Heart shaped Idlis with Salsa on Valentine’s Day

A video blog by Ramya @simpleathomeclub on making heart- shaped Idlis with Salsa on Valentine’s Day. It’s a healthy recipe, also one can work upon tactile and pincer serving life skills

Author Ramya @simpleathomeclub


“What to say and what not to say to someone with autism”

“What to say and what not to say to someone with autism”

We live in a world where we often gain awareness about a subject or a topic only once we face it or someone related to us faces it. This is very much the case related to Autism and all information about it that exists.
In the society people are still not aware or affluent of what autism is and what can one do about it. Lot of awareness campaigns and drives are held so that we can gain acceptance , understanding and inclusion for individuals with Autism, but it is still a long and rocky road to go.
I am happy that we have made small success to enlighten many people about the neurodivergent world and the remarkable kings and queens that live in that world.

This blog is for parents , professionals , siblings and teachers who are connected and work with an autistic individual. When we live in the same roof with an autistic personality , we try to turn our world around them so that we can make them perform their maximum and to the fullest.
And no special needs parent would deny it.

But at times , unknowingly we utter certain sentences/statements that can be painful to a person or child with ASD.
Remember we might not intent to hurt or trigger them , but it just happens.
So I thought why not watch our words. This can help me and you to connect better and deeper with that special person in our lives.
…. lets read ahead

There are certain phrases or conversations that we might have done with a child , teenager or an adult with autism and you may have thought that you are imparting some empathy but it has actually had an adverse effect on that individual

So when you say “ You seem so normal , you don’t look Autistic !”
Well you might mean something else , but to a person with autism , he/ she might think – How does someone with Autism look? What physical characteristics make someone look like they have Autism? None.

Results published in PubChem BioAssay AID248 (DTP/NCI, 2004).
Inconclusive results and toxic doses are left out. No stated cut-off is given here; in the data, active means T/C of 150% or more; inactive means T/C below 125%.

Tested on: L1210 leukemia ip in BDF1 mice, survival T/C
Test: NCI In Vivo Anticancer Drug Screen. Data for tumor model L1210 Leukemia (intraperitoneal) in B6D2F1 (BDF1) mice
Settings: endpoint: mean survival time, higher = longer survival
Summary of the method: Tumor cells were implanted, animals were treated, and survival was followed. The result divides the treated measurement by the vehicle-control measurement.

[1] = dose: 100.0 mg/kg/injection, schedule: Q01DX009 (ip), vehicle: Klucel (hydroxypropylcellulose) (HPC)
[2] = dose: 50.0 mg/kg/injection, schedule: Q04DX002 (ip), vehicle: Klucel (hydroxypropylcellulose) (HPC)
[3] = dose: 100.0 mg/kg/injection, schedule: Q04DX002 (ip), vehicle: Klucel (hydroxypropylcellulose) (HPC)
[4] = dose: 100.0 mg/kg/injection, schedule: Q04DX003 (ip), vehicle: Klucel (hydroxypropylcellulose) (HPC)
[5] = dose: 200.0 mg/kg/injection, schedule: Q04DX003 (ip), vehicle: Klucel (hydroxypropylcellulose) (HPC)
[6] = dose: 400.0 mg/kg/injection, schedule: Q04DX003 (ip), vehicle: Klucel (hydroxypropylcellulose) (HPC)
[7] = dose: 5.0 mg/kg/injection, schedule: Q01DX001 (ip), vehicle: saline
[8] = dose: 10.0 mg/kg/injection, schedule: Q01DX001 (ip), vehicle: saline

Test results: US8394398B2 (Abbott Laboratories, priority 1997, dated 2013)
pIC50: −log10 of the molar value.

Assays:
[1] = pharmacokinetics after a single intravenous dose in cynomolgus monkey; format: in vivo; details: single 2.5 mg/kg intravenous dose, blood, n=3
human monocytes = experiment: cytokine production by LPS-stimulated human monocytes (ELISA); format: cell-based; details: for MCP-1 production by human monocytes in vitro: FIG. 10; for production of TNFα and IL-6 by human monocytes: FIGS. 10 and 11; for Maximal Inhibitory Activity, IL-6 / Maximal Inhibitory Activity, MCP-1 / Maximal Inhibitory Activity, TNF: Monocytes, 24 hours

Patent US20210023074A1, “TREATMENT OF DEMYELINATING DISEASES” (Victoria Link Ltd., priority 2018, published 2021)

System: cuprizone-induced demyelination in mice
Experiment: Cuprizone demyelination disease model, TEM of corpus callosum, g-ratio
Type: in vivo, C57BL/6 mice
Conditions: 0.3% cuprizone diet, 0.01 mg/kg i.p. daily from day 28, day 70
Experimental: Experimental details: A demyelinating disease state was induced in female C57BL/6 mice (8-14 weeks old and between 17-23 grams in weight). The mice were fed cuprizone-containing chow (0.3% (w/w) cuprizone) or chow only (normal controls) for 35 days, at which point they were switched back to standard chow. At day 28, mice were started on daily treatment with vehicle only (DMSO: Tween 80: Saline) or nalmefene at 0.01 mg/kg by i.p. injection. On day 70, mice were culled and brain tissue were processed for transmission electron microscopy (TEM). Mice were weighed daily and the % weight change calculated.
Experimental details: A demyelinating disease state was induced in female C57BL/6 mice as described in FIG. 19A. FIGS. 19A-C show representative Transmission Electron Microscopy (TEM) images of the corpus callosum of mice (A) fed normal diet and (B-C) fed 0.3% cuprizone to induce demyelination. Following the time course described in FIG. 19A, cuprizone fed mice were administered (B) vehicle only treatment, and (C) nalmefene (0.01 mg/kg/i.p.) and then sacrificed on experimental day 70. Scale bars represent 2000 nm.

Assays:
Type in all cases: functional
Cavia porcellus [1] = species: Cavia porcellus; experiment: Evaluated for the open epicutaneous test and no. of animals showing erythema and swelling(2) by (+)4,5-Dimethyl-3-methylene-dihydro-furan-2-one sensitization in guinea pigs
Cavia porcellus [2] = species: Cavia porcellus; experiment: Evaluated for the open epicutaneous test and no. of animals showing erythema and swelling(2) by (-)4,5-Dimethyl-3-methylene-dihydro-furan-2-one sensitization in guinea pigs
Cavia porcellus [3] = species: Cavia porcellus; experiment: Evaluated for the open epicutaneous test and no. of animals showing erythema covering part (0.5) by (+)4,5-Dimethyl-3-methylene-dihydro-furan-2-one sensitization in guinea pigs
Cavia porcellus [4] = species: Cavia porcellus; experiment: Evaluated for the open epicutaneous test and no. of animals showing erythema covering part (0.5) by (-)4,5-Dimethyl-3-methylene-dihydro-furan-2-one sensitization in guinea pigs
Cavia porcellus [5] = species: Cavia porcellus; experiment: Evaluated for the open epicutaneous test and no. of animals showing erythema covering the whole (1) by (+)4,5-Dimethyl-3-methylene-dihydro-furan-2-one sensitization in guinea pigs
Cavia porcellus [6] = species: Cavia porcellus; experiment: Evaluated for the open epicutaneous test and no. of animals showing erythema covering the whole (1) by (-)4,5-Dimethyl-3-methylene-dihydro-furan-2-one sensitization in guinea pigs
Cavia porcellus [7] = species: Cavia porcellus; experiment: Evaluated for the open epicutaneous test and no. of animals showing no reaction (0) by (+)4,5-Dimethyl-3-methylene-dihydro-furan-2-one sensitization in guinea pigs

Then there would be times , when you would have commented “I have social issues too. I must have Autism.”
Hmm , I think when we say this , you are surely acknowledging your lack of socialization or some sensory difficulties. But to compare yourself to someone with autism diagnosis can make them feel “that you are rude and lack understanding about Autism.”

–Another statement that many parents would agree that they have heard from grandparents of an autistic grandchild. “Does this child need medication to cure it ?”As a therapist this one breaks my heart and I am sure you might have felt exactly the same .Well I feel upset that people think that medication is always involved.
So my point of view is whatever you know about autism could be an incomplete information , the best guide and pool of information is to hear out people who live with it. Read their biographies, research articles, published books and data by them. This will make more sense and give you most valid and accurate details about the world of autism

So I have made my mind , what I am going to say to a person with autism when I meet them next time is
1.Can you explain what is autism to me ?
2.I am here if you want to talk about anything you feel ?
3.Do you want to come and eat lunch with us ?
4.Ohh that explains a lot about you … that why you like to jump so hard on the ground ?

When you quote such comments and interact in this way , then the individual feels you are connecting to their core and are ready to understand them more. If you say how a small child will understand and comprehend your statements, well child can read vibrations you carry in your word and children with autism are quick to estimate some of your body language you show. This is why they love some of their therapists more than the other or want Mumma’s time more than dad’s time or vice versa.
They are very good silent observers. God has given them some abilities that we surely lack.
This blog of mine is purely intended to help you to have a fruitful relationship through words with an autistic person and be their ally. I don’t mean to comment on anyone’s parenting style or way of communication. But surely by keeping certain things in our immediate memory we can change the equation with our little ones.

Sharing happiness and affirming positivity your way
Signing out – Author Heena Sahi

Creative representation for this blog is done by our supertalented CreativeSaathi associate Kabir Vernal.


Bilateral coordination, scissors and pasting skills

A video blog by Pinki Kumar on different fun activities for building Bilateral coordination and developing scissors and pasting skills in our kids.

Author Pinki Kumar

Pinki is a special educator, play therapist and a mother of a neurodivergent kid. She has a YouTube channel Play and learn to teach different methods and strategies. These videos are a great resource for the parents to help their child learn various skills.